There are certainly many paths to recovery. But you’ll only take one. What’s the best choice for you? We don’t know. And you can never really know. You only get to live life once. However you live it, you won’t know how it would have gone had you lived it differently. Time runs in one direction. Scientific studies often tell us what happened on average to the people who got this or that treatment. We’ll cite some statistics in The Wisdom to Know the Difference. But at the end of the day you won’t have something happen to you on average. Something very particular will happen to you. The best measure—and we’ll emphasize this over and over again—is how your path to recovery is working in your own life. We’ll hold onto this practical theme throughout.
The substance of The Wisdom to Know the Difference is grounded in a model of psychotherapy called acceptance and commitment therapy (ACT from here on, which should be pronounced as a word rather than separate letters.) ACT is an application of a discipline in psychology called behavior analysis. Unless you have an interest in the study of psychology, the only thing we want you to take away from this fact is that we’re concerned here with your behavior, with what you do, far more than we are with what you think or who you “are” in some abstract sense. Rather than explain too much about how ACT works as a model of psychotherapy, we’d rather keep writing to you about the issue of addiction and recovery and let the details of the approach come out in the process, in a commonsense, storytelling way rather than a deliberately professional or scholarly- seeming way. We will offer that the principles of ACT are being evaluated on an ongoing basis in research facilities all over the world, and that, from its earliest days, ACT has been applied to substance-abuse issues with good results. While what follows isn’t science, it is of science.
This is important to us, and we hope it’s of some reassurance to you.
ACT as an Approach to Recovery
ACT is a behavioral treatment that has been shown to be useful with a wide variety of problems in living. There are clinical tests where ACT has been used with people who have problems with anxiety, depression, hallucinations, delusions, and chronic stress. ACT has been used with a lot of people struggling with different health problems like diabetes, chronic pain, obesity, and cancer. And, perhaps most important to you, ACT has been used successfully with a variety of addictions, including serious problems with multiple substances such as heroin, cocaine, and alcohol, with marijuana dependence, and with tobacco dependence. What’s more, ACT self-help books have shown very good results in scientific tests.
Does this matter to you? It might, but we doubt it. And honestly, we don’t think it should matter very much. Maybe you could be attracted to ACT’s roots in science. Maybe it’s appealing that the therapy has an expanding information base and practice community. Or maybe you’re drawn to the fact that ACT has been applied to problems in many areas of life, not just a few. In the end, we believe that what really matters is whether what ACT has to offer resonates with you. And rather than go on and on about what ACT does have to offer, we’ll put it all to you in one simple question:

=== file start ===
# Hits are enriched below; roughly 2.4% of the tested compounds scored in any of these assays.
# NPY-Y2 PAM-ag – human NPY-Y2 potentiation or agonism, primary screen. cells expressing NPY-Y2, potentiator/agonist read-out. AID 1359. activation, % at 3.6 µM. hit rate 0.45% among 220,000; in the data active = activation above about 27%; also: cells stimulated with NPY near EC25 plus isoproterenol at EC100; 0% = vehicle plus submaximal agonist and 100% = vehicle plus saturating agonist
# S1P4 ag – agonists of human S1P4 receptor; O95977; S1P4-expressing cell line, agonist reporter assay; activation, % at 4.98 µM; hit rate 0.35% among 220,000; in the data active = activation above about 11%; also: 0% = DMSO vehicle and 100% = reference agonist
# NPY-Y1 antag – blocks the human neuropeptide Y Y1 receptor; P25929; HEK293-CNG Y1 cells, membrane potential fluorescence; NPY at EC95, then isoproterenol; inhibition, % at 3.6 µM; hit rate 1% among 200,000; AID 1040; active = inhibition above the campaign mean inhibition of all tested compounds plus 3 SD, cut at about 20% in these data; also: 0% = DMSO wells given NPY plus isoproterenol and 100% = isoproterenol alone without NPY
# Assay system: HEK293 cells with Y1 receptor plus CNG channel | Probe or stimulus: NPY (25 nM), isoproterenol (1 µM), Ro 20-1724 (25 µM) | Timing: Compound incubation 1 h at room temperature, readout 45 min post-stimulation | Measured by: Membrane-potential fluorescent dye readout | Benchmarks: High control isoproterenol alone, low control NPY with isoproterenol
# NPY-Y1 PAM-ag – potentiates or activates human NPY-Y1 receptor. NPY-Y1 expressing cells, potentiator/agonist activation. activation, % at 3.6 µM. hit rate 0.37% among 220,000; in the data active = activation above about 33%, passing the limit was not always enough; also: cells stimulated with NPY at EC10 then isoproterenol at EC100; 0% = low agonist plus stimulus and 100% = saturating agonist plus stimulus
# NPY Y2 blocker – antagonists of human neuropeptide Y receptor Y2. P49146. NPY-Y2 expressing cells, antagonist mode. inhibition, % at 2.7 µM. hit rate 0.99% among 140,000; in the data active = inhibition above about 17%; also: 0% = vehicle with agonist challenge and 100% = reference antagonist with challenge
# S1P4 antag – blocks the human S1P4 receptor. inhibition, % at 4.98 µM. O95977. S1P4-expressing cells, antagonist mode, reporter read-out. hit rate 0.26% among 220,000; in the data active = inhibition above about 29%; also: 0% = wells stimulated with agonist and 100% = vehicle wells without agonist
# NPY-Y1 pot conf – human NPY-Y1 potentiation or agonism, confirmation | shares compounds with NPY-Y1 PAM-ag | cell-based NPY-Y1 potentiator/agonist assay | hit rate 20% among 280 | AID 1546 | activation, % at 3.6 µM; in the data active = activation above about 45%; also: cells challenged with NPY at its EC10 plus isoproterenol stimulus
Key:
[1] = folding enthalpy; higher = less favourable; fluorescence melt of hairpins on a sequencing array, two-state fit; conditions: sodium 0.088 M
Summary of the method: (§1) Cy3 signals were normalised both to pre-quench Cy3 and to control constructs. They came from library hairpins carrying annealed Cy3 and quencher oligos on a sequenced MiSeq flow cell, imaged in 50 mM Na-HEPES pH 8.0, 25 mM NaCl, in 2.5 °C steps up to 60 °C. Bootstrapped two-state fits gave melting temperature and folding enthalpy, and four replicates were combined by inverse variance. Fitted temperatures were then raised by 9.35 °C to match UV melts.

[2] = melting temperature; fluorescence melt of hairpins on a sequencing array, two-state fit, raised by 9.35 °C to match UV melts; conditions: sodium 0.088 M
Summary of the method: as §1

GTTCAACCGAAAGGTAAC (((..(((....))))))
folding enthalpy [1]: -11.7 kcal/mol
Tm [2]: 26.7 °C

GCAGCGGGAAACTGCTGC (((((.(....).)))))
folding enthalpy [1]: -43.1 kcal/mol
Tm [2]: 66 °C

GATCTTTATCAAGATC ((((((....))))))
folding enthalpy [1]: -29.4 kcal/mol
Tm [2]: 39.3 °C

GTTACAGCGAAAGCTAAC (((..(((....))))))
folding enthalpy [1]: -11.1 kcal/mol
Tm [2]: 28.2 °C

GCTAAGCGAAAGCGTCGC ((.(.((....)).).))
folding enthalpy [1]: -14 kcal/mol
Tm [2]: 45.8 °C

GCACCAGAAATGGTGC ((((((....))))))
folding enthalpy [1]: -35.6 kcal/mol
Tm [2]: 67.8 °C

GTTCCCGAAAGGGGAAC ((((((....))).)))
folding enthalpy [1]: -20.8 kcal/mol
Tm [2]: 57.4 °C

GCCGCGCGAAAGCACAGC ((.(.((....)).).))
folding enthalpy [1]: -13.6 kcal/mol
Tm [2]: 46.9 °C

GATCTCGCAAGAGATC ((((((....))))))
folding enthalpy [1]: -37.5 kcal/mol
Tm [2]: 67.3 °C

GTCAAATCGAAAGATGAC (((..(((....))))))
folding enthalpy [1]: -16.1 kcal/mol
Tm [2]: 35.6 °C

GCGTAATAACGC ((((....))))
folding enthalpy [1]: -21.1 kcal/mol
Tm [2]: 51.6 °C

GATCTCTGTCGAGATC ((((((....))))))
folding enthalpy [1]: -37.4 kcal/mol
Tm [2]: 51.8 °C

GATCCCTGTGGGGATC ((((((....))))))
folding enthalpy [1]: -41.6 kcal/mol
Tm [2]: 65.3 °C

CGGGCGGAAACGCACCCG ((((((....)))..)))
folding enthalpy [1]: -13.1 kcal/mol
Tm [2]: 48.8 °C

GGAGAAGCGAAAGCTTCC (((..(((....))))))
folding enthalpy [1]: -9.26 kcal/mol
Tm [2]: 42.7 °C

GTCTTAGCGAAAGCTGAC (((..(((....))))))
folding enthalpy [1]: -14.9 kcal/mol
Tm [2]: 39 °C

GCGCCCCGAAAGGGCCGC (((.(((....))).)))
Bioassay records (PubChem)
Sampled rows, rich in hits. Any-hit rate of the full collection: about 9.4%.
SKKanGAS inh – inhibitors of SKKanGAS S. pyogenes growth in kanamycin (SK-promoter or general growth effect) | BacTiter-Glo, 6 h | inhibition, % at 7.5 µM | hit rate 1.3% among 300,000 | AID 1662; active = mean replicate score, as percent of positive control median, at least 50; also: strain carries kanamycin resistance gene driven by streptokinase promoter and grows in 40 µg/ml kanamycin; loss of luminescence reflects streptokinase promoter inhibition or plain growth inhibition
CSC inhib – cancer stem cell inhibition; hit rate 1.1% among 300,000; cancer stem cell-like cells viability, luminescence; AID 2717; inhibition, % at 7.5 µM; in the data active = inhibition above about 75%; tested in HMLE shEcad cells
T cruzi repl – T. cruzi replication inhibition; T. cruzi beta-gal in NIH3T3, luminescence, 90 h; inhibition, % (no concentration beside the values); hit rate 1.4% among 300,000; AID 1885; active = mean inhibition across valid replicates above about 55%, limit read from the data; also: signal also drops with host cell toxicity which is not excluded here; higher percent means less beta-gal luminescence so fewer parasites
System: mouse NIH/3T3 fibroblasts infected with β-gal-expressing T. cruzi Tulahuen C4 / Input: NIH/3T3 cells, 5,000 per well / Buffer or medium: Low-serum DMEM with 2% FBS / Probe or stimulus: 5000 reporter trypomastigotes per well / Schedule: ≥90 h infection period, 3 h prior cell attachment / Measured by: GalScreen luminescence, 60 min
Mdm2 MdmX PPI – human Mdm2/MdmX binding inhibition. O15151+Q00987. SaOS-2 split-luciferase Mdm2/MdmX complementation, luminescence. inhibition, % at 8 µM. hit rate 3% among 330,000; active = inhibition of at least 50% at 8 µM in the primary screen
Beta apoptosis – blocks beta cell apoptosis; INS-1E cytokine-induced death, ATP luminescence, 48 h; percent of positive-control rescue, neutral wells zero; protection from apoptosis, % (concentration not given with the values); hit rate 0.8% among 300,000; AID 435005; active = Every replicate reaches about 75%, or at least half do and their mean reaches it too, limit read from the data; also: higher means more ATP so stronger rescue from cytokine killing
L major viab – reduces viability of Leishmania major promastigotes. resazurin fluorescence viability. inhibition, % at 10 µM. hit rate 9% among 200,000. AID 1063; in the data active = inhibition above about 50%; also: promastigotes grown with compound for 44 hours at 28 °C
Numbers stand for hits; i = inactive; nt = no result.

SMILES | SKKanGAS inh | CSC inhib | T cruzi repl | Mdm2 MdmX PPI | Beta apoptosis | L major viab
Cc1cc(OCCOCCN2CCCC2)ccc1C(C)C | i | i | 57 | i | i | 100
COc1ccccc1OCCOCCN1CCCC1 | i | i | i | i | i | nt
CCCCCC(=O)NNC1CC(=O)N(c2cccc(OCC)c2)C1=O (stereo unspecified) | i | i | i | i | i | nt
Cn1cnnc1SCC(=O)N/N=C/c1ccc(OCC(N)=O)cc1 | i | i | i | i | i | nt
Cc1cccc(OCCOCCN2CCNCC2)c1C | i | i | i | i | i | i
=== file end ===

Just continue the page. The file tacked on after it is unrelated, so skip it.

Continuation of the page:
In this very moment, will you accept the sad and the sweet, hold lightly stories about what is possible, and be the author of a life that has meaning and purpose for you, turning in kindness back to that life when you find yourself moving away from it?
From where we sit, this question, honestly and diligently answered, is the very heart of what ACT has to offer. It speaks to this very moment, to what is happening to you in your life, right here and right now. It asks you to accept that your life—everyone’s life—is inevitably colored by things that are lovely and things that are painful. It reminds you that how you see the world right now might not necessarily be how things actually are and certainly doesn’t determine how things might eventually become. It asks you what it is that you really want your life to be about and what you’re willing to do to make it be so. And, finally, it asks if you are willing to commit, moment after moment after moment, to turn back to those things you value and care about, even when you’ve strayed—as we all do more often than we would like.
We’ll have more to say about the particulars of ACT as we go along. For now, we invite you to sit for a moment with this question before reading on. It will matter a lot to the rest of the time you spend with us in this book.
So, now we begin our task. We invite you to give what we offer here a try. We’ll be asking you to do some kind of crazy stuff: odd exercises, activities, meditations, writing assignments, and other sorts of things. It’s our sincerest hope that you find things here that move you toward a life you can love.
Adapted from The Wisdom to Know the Difference: An Acceptance & Commitment Therapy Workbook by Kelly G. Wilson, PhD, and Troy DuFrene